Last year I rotated jobs by table. This year I am rotating jobs by seat number.
These boxes fit perfectly on my shelves, and are big enough to hold 12×18 paper and all my supplies for each project.
I have a big shelf unit on wheels. I filled it with these yellow catering boxes from the local Jamba Juice smoothie shop. Three boxes fit perfectly on a shelf. The boxes are large and great for organizing all the supplies. They will be really helpful for organizing prep for our parent volunteers.
(Note: see all that cut wire in the 5th grade prep box? Our parent volunteers just cut 100 3-ft. lengths of it in preparation for our Calder wire sculpture project next week. It all fits in the box with room to spare!).
6. Lesson Plan Organization
Lesson plans go into individual manilla envelopes.
I completely cleaned out all my lesson plan files this year. Each lesson plan (plus samples) is stored in an individual manilla envelope. I turned each envelope ‘landscape’ and labeled each one. Once turned sideways, they fit perfectly in my file cabinet. This makes me SO HAPPY. Imaginary angels sing when I open the file drawers and see all the organized glory.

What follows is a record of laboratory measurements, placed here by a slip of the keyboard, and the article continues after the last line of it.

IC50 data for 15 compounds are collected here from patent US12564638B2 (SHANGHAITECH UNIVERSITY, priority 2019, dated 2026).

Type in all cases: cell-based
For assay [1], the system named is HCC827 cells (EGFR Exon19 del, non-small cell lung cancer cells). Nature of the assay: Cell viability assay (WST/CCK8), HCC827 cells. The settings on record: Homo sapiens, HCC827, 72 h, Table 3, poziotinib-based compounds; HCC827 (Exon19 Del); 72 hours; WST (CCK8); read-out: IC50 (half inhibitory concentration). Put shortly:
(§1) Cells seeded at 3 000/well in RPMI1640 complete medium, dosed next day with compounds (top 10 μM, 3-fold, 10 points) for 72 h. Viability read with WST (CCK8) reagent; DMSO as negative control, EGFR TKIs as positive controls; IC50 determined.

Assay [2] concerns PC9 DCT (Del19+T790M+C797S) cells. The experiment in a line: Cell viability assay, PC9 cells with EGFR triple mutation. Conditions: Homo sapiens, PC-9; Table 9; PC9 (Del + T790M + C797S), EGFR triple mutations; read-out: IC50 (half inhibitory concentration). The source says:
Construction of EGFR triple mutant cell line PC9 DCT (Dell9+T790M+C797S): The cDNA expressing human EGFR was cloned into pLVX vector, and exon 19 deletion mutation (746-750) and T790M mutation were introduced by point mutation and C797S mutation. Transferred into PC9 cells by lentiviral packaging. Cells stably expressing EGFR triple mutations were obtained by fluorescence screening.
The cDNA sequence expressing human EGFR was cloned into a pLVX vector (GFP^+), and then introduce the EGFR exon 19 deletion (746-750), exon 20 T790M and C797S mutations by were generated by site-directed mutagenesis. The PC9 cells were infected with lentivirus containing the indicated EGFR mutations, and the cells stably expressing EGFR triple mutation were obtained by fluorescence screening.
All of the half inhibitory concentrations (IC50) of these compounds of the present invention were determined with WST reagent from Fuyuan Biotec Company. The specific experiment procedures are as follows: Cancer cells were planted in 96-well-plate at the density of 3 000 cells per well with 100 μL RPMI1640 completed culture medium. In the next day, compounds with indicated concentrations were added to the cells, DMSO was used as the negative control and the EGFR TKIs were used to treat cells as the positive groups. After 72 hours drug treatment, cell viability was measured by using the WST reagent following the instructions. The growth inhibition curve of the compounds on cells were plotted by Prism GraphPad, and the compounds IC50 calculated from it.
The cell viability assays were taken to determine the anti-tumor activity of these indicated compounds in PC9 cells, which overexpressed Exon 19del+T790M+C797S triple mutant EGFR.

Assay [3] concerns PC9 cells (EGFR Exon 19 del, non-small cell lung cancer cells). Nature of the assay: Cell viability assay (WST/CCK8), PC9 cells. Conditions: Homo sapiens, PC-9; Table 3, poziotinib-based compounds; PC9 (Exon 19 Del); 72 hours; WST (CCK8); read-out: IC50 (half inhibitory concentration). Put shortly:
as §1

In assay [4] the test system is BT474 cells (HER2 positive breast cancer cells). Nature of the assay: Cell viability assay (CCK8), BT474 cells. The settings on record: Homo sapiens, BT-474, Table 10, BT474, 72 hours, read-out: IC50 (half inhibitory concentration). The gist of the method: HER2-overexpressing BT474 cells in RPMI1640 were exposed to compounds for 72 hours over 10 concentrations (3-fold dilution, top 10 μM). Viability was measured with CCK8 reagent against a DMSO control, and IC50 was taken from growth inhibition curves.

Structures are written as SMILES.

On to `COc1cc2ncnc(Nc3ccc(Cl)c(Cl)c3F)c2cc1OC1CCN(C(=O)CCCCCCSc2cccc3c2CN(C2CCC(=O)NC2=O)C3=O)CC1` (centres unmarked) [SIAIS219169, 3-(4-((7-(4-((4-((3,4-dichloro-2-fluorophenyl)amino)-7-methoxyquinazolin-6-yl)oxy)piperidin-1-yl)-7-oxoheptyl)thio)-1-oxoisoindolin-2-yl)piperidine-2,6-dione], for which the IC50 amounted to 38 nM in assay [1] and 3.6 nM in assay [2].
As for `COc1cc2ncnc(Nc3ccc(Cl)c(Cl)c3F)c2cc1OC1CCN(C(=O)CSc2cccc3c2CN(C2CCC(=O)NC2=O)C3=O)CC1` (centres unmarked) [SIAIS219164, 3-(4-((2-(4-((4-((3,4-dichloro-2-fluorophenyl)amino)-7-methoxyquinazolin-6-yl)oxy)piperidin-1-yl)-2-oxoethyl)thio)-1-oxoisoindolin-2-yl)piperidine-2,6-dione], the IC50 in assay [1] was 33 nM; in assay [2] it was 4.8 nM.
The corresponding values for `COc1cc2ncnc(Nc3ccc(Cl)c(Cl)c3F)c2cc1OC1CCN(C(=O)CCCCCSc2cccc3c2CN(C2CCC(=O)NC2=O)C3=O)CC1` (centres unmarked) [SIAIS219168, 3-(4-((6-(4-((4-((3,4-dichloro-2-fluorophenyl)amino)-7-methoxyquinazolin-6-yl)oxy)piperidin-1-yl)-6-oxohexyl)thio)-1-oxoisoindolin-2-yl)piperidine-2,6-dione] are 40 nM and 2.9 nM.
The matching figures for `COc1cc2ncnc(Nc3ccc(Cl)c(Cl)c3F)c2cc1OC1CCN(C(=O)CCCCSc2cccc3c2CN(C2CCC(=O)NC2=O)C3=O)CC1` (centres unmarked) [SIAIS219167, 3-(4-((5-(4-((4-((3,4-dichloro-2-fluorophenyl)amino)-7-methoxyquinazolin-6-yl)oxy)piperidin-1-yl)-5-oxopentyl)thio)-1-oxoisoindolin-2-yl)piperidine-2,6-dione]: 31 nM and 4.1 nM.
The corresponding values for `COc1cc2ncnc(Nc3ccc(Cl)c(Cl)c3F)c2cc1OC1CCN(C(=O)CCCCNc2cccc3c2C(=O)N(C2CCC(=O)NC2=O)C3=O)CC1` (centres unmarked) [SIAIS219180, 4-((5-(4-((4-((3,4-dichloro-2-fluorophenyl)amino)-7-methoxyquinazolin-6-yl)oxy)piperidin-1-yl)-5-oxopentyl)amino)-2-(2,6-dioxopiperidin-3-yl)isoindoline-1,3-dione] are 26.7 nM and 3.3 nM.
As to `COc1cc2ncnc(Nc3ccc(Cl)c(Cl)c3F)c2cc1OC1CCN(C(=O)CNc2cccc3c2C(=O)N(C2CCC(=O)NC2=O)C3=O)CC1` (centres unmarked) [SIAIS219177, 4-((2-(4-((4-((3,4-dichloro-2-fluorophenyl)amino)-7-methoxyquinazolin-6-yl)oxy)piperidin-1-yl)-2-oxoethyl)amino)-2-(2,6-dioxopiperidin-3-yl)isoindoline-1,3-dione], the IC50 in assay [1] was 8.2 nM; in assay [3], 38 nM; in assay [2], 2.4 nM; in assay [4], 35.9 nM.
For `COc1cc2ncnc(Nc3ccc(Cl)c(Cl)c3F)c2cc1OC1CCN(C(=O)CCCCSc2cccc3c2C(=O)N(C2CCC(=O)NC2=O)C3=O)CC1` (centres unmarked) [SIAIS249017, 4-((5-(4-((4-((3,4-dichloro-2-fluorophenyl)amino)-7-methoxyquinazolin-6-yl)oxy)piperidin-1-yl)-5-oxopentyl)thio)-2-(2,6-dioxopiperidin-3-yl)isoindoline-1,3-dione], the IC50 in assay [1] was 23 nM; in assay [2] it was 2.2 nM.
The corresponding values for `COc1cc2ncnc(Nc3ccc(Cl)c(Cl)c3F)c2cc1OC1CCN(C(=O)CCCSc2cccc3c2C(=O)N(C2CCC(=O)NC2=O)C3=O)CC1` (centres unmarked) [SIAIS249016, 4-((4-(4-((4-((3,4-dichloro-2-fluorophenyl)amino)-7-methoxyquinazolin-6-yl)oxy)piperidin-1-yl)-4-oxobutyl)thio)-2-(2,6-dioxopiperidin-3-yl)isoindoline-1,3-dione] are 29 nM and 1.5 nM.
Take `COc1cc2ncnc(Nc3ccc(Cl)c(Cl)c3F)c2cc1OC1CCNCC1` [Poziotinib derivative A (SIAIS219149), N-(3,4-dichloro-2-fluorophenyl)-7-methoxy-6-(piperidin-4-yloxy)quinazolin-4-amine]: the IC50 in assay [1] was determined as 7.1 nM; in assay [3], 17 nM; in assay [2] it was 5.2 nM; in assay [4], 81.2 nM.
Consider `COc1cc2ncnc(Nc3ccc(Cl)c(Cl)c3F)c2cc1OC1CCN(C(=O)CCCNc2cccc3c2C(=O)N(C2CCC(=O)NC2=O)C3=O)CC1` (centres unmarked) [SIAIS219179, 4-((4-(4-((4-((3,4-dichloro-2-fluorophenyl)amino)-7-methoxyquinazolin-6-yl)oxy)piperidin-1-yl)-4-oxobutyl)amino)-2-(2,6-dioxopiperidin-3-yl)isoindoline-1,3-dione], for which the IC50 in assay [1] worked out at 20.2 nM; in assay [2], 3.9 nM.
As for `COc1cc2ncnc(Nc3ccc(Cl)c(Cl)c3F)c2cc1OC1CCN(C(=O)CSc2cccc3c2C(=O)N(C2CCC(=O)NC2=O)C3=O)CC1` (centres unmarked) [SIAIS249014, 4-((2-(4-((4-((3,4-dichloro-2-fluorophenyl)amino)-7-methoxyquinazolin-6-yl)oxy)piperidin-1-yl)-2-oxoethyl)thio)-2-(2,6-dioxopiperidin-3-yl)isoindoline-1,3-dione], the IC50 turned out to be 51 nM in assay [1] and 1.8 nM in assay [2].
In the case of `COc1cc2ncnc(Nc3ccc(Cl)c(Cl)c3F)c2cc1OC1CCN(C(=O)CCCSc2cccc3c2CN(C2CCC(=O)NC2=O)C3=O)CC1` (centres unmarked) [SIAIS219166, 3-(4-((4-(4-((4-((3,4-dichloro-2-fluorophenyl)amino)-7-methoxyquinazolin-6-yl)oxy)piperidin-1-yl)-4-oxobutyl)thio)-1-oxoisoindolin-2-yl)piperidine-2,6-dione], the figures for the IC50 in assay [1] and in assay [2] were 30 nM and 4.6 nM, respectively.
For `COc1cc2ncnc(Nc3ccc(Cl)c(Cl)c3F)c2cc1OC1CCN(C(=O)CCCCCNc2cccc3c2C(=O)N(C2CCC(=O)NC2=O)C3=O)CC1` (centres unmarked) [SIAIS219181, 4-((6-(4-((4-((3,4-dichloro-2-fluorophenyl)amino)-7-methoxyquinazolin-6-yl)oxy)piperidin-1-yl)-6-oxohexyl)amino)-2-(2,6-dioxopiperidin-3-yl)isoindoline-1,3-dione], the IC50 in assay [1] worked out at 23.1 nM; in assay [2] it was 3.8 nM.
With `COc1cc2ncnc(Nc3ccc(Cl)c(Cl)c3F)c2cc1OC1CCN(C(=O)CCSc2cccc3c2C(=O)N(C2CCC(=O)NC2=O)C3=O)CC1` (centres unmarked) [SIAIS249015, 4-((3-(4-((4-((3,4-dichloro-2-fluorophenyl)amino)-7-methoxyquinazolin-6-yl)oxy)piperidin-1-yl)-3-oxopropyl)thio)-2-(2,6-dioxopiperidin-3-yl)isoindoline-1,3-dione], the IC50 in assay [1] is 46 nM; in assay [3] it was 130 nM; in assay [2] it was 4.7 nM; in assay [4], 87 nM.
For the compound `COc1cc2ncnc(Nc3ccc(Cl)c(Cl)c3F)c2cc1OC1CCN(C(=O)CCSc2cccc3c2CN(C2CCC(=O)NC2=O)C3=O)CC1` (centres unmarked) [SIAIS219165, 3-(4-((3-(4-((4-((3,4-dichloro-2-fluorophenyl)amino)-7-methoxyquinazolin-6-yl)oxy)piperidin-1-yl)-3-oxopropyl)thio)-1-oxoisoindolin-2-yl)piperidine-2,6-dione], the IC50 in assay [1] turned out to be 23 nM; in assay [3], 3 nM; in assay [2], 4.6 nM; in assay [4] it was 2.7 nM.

This is a long post on a topic near and dear to my heart: art room volunteers. We are veryfortunate to have a lot of parent volunteers in our school, including in the art room. Ideally, we will have a parent in every art class.
I’m especially grateful for all the help because I’m a part-time teacher. My motto is ‘delegate, delegate, delegate’. Here’s what volunteers do in our art room.
Art room volunteers can:
set the tables before class (they’d may be willing to come in a few minutes early for this – just ask)
cut paper and templates
wash the bottoms of ceramics
write student name/number on wet clay art
pass out the fired clay
help kids (especially K-2) load the drying rack
empty the drying rack
help set the tables for the next class.
prep for other grades (i.e.not just their child’s grade).
hang students work on bulletin boards in the hallway